The Pysa ransomware group dumped dozens of victims onto their leak site this week right after US law enforcement officials announced a range of actions taken against ransomware groups.
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More than 50 companies, universities, and organizations had their names added to the ransomware group’s leak site.
The group, which also goes by the name Mespinoza, was called out by the FBI in March for specifically targeting “higher education, K-12 schools, and seminaries.” The FBI said at least 12 educational institutions across the US and UK had been hit with the ransomware. The French National Agency for the Security of Information Systems issued a similar alert one year earlier.
Multiple ransomware experts questioned the timing of the leak, noting that Pysa has a penchant for waiting to add victims to their leak site.
Recorded Future ransomware expert Allan Liska told ZDNet he did not think all of the victims published to the site were new.
“We have seen them take six months, and even longer, from when a victim is first hit to when [stolen data] is published,” Liska said. “This could be all the victims they have been stalling on publishing data, but it would represent more victims than we have seen from them the rest of the year. It is a lot of different organizations, from around the world, with no theme.”
Emsisoft threat analyst Brett Callow told ZDNet that Pysa names and shames its victims weeks, or sometimes months, after the attacks take place, differentiating it from other ransomware groups.
The reason they waited this long to leak victim information is still unclear, he said, adding that it was curious they dumped this many names all at once.
The dump came as law enforcement in the US, Europe, and other regions took forceful measures against a number of ransomware groups.
US officials from the Justice Department, Treasury, and FBI announced a slate of actions taken against some of the members of the REvil ransomware group as well as sanctions against organizations helping ransomware groups launder illicit funds.
US agencies have been working with Europol, Eurojust, Interpol, and other law enforcement organizations on “Operation GoldDust” to disrupt multiple ransomware groups over the past six months. Seventeen countries have been involved in the effort, and dozens of people have been arrested across Europe in connection with ransomware groups.
This all followed an operation to take down REvil’s infrastructure that led to the group closing shop for the second time.
Both Callow and Liska said the timing of the Pysa’s dump was curious considering the actions being taken by law enforcement.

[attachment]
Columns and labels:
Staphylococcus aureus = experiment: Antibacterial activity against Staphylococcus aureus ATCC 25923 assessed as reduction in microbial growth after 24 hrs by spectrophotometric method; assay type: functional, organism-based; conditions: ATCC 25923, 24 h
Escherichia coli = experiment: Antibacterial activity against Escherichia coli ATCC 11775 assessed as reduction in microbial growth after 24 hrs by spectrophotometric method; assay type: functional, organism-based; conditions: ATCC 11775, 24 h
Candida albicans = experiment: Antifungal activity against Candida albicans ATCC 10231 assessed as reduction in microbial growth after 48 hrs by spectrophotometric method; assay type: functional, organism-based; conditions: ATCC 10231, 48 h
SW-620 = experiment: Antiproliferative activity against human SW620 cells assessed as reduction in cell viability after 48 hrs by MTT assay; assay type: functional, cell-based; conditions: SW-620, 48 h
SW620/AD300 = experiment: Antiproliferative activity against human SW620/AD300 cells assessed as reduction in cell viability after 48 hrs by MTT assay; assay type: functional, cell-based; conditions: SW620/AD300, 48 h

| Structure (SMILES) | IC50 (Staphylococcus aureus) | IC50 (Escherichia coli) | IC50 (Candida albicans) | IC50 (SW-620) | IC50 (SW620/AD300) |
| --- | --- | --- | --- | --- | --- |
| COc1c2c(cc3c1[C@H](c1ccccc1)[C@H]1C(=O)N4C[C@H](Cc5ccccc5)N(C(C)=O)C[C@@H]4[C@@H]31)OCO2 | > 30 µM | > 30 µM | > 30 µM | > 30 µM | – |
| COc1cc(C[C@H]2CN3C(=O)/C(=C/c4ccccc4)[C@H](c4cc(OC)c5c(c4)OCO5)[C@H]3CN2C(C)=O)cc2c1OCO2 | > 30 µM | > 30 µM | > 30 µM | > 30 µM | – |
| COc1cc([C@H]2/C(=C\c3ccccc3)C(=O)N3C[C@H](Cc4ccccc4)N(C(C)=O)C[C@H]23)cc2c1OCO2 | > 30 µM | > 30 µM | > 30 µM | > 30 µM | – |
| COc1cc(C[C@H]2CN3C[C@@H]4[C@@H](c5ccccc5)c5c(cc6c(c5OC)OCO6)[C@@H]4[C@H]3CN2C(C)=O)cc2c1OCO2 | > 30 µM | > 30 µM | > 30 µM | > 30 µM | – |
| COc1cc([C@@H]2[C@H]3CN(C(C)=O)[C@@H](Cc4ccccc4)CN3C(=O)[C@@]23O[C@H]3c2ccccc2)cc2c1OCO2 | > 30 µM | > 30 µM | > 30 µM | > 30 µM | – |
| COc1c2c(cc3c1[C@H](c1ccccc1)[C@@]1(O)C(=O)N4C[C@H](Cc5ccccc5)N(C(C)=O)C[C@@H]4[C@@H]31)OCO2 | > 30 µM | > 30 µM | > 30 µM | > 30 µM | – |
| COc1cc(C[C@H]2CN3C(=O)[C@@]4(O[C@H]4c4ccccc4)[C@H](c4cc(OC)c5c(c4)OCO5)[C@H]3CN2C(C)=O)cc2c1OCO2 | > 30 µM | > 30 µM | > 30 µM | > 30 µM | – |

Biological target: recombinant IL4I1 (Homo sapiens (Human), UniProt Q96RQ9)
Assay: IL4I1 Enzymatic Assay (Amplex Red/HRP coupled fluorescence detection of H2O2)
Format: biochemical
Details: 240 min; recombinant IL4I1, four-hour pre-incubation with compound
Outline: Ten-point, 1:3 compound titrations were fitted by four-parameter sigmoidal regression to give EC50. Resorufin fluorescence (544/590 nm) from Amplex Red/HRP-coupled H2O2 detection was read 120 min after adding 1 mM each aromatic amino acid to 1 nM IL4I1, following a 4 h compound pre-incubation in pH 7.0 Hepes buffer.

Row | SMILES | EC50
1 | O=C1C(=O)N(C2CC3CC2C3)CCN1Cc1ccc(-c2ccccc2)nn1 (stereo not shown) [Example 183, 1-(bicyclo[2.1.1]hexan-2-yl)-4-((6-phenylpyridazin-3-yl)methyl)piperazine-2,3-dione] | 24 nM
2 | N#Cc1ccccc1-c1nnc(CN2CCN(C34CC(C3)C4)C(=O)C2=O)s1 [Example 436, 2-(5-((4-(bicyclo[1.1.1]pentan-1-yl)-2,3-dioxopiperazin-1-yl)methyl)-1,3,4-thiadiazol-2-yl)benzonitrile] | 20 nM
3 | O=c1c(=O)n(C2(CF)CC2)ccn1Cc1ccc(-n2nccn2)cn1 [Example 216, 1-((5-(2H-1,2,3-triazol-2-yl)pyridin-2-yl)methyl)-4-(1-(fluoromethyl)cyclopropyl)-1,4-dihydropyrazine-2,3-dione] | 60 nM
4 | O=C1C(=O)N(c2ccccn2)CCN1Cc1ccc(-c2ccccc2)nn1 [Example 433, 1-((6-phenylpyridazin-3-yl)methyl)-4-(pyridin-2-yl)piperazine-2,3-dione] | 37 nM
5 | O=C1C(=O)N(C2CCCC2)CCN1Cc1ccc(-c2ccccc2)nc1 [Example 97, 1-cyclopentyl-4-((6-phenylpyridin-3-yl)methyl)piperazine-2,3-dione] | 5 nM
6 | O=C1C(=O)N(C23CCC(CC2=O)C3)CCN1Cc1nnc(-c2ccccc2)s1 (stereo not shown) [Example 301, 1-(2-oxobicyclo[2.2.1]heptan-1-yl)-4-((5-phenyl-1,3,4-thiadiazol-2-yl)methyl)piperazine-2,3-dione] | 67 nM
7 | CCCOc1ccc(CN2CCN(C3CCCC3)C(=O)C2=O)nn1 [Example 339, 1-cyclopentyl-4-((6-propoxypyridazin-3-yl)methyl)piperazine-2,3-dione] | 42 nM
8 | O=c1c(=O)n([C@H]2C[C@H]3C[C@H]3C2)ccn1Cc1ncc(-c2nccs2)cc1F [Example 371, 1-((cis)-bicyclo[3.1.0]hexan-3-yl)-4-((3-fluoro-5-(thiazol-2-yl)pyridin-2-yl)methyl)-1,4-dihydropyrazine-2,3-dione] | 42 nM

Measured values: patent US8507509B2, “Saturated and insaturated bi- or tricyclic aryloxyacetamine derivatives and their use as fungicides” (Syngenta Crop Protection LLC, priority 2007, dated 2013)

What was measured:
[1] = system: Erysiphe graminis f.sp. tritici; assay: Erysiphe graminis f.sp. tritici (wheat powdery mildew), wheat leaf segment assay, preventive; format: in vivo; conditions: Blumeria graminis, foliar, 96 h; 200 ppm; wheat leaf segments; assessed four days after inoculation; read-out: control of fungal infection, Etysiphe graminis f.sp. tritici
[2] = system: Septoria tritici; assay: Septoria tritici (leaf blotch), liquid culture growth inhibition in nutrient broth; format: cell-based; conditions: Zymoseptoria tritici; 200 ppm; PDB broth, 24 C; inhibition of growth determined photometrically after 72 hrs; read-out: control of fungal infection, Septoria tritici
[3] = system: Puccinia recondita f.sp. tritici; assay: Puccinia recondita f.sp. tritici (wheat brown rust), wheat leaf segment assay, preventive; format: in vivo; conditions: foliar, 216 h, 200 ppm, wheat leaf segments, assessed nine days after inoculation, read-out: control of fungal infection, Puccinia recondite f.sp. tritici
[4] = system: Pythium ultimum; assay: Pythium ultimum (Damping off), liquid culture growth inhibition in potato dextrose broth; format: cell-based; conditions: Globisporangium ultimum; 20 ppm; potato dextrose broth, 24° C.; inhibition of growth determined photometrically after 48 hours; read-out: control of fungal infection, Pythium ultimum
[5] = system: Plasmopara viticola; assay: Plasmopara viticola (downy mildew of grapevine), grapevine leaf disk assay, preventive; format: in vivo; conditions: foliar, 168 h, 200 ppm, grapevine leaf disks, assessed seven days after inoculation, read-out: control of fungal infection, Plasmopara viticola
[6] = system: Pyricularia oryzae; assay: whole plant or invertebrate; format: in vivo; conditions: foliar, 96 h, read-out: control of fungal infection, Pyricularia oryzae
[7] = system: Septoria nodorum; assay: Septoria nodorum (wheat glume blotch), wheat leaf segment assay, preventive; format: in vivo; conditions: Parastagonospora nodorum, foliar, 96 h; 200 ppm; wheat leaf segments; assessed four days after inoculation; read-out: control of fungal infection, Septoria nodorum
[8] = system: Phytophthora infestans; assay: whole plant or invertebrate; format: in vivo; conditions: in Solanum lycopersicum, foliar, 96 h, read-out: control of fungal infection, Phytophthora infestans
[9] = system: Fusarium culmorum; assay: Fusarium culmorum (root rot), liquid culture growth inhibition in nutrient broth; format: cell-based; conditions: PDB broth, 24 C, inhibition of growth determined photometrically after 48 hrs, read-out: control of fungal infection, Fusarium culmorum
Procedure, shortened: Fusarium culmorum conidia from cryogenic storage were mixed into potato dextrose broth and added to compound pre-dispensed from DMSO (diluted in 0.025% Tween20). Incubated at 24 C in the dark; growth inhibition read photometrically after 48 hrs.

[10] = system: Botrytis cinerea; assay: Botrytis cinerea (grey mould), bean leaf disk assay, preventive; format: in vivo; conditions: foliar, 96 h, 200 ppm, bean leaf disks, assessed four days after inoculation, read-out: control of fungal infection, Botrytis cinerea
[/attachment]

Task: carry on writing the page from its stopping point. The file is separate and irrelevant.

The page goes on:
“You can’t help but wonder whether their doing so now is in response to the news in relation to REvil — either a middle finger to law enforcement or, perhaps, an expression of confidence in case any of their affiliates are starting to get cold feet,” Callow told ZDNet.
Liska echoed that it felt like Pysa was “giving the finger” to law enforcement after a bad day for ransomware groups.
The FBI said in its March notice that Pysa, which was first seen in 2019, is known for exfiltrating data from victims before encrypting their systems “to use as leverage in eliciting ransom payments.”
They noted that in addition to attacks on educational institutions, Pysa has also gone after foreign government entities, educational institutions, private companies, and the healthcare sector.
“In previous incidents, cyber actors exfiltrated employment records that contained personally identifiable information (PII), payroll tax information, and other data that could be used to extort victims to pay a ransom,” the FBI said in the notice. “The cyber actors have uploaded stolen data to MEGA.NZ, a cloud storage and file sharing service, by uploading the data through the MEGA website or by installing the MEGA client application directly on a victim’s computer. However, in the past, actors have used other methods of exfiltrating data that leaves less evidence of what was stolen.”
Emsisoft released a profile of the ransomware group in July, noting that they operate with the ransomware-as-a-service business model and routinely dump stolen data “even after the victim company has paid the ransom.”
They warned victims about cooperating with the group, explaining that Emsisoft’s decryption tool “can safely decrypt data encrypted by Mespinoza, provided the victim has obtained the decryption keys.”
“Since Mespinoza was first discovered, there have been 531 submissions to ID Ransomware, an online tool that helps the victims of ransomware identify which ransomware has encrypted their files,” Emsisoft researchers wrote in July.
“We estimate that only 25 percent of victims make a submission to ID Ransomware, which means there may have been a total of 2,124 Mespinoza incidents since the ransomware’s inception. During this time, the group has also published on its leak site the stolen data of at least 104 organizations.”
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